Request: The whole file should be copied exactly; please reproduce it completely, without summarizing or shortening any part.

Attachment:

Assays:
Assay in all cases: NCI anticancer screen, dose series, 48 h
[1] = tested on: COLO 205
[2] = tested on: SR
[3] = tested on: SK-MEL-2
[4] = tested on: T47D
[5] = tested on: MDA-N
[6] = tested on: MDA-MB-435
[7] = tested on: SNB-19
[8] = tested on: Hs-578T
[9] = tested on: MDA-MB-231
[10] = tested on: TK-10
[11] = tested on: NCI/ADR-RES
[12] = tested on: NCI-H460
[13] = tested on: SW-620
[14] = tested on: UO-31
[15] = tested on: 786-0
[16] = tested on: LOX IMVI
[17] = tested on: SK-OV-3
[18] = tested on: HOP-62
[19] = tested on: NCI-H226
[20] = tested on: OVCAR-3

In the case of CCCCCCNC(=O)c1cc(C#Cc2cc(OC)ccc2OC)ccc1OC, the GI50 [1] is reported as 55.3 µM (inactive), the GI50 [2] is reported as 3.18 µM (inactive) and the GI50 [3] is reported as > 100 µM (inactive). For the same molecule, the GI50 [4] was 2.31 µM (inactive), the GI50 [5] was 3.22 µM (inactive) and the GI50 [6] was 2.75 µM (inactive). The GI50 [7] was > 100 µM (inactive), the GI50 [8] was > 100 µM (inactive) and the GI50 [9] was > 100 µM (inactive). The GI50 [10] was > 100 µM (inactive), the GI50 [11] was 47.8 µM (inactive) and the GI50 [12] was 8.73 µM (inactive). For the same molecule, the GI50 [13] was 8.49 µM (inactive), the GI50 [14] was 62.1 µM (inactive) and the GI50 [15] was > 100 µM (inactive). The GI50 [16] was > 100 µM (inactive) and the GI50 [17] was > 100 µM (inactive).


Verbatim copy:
Assays:
Assay in all cases: NCI anticancer screen, dose series, 48 h
[1] = tested on: COLO 205
[2] = tested on: SR
[3] = tested on: SK-MEL-2
[4] = tested on: T47D
[5] = tested on: MDA-N
[6] = tested on: MDA-MB-435
[7] = tested on: SNB-19
[8] = tested on: Hs-578T
[9] = tested on: MDA-MB-231
[10] = tested on: TK-10
[11] = tested on: NCI/ADR-RES
[12] = tested on: NCI-H460
[13] = tested on: SW-620
[14] = tested on: UO-31
[15] = tested on: 786-0
[16] = tested on: LOX IMVI
[17] = tested on: SK-OV-3
[18] = tested on: HOP-62
[19] = tested on: NCI-H226
[20] = tested on: OVCAR-3

In the case of CCCCCCNC(=O)c1cc(C#Cc2cc(OC)ccc2OC)ccc1OC, the GI50 [1] is reported as 55.3 µM (inactive), the GI50 [2] is reported as 3.18 µM (inactive) and the GI50 [3] is reported as > 100 µM (inactive). For the same molecule, the GI50 [4] was 2.31 µM (inactive), the GI50 [5] was 3.22 µM (inactive) and the GI50 [6] was 2.75 µM (inactive). The GI50 [7] was > 100 µM (inactive), the GI50 [8] was > 100 µM (inactive) and the GI50 [9] was > 100 µM (inactive). The GI50 [10] was > 100 µM (inactive), the GI50 [11] was 47.8 µM (inactive) and the GI50 [12] was 8.73 µM (inactive). For the same molecule, the GI50 [13] was 8.49 µM (inactive), the GI50 [14] was 62.1 µM (inactive) and the GI50 [15] was > 100 µM (inactive). The GI50 [16] was > 100 µM (inactive) and the GI50 [17] was > 100 µM (inactive).